Why Is Brasília the Capital of Brazil?

Why Is Brasília the Capital of Brazil?

Founded on April 21, 1960, Brasília is one of the youngest capitals in the world. Most tourists love visiting the capital of Brazil because of its fresh, modern look—not even realizing that Brasília was specifically planned to be this way. There was a lot of collaborative thought, joint planning, and execution when it came to building this centrally located city.

The birth of this predetermined capital actually had a much larger purpose than simply being a beautiful tourist destination. Let’s look into why building Brasília as Brazil’s capital was such an important move for the country.

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The Capital of Brazil

The land that makes up present-day Brazil was claimed by the Portuguese Empire on April 22, 1500, after the arrival of a fleet commanded by Pedro Álvares Cabral. The Portuguese encountered various indigenous tribes after their arrival, but were able to set up their first permanent settlement in 1532. Full-scale colonization began in 1534, when the territory was divided up into the 15 autonomous Captaincy Colonies of Brazil.

In 1549, the city of Salvador was founded on the Bay of All Saints, the largest bay in Brazil. As one of the oldest European cities in the Americas, Salvador’s growth as a major port was driven by the slave trade and sugarcane industry. Salvador would serve as the capital of Brazil from 1549 until 1763, when it was replaced by Rio de Janeiro. 

In the early years after Salvador’s founding, sugar was the main crop that drove Brazil’s economy forward. But in the late 17th century, gold and diamonds were discovered in Minas Gerais, a colony to the south of Salvador. 

At the time, the sugar industry in Brazil had already been in decline. This was largely due to steep competition from Brazil’s Dutch neighbors, who produced sugar at a higher rate and cheaper cost. With sugar in less demand, Brazil’s mining industry began to take over. Thus, Rio de Janeiro quickly became a more important port for exporting wealth (i.e. gold and precious stones).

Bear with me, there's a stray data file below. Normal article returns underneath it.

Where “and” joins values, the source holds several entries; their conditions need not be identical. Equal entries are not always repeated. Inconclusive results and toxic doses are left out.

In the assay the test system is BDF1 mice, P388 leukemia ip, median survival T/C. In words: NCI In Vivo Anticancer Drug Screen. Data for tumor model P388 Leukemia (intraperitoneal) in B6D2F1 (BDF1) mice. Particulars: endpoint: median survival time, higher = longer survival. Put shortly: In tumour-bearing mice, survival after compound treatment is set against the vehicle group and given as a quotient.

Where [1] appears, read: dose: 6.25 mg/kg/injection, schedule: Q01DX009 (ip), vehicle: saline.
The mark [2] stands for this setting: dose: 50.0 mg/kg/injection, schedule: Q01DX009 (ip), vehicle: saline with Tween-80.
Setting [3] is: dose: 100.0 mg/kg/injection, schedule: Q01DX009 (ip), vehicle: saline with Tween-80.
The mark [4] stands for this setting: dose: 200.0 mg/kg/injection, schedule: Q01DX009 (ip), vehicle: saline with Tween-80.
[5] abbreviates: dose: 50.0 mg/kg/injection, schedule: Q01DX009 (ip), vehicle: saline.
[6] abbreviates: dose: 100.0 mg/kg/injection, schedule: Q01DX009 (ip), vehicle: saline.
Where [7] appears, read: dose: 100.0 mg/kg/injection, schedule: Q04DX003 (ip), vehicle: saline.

Moving to Rio de Janeiro

In 1763, Rio de Janeiro was chosen as the new capital city of Brazil, but it was not the most well-thought-out geographical change. The city found itself vulnerable to naval attacks, and also faced issues caused by poor urban planning. Brazil had been a largely agrarian country for most of its history, and the city had trouble building the foundations necessary to foster development.

In the 19th century, Napoleon and his army invaded Portugal, and the Portuguese royal family fled Lisbon and made Rio de Janeiro the capital of Portugal. This made Rio the only European capital outside of Europe, which caused some rifts between the Brazilian people and those in power.

Why Is Brasília the Capital of Brazil?

Talks of moving the capital of Brazil from Rio de Janeiro go back to the 19th century. In fact, an article from the country’s first republican constitution of 1891 even stated that the capital should be moved to a more central location.

In the 1940s, the Brazilian government found themselves searching for a new capital city location in an effort to better unify the country. However, Brazil’s central interior was rural, and lacked the prominent cities suitable to dub a metropolitan capital. It was clear a new city would need to be built.

In 1955, Juscelino Kubitschek was elected President of Brazil. Upon taking office, he fulfilled a campaign promise by initiating the planning and construction of a new capital city. A site atop the Brazilian highlands in the country’s center-western region was ultimately selected, as it lacked historical ties and was primarily a barren rural land.

Lucio Costa was best known as the “main creator” of the master plan of Brasília. He partnered with Gregori Warchavchick to modernize the architectural plans of the new capital before Brasília was born. These two men are greatly responsible for the new tourism boom that Brazil experienced due to the city’s modern buildings and stunning architecture. 

The decision to relocate the capital brought more uniformity for the country, provided a central meeting place for the country’s leaders, and also ended up boosting the Brazilian economy with increased tourism. 

Now that you know more about the capital of Brazil, how about checking out the stories behind some other global cities?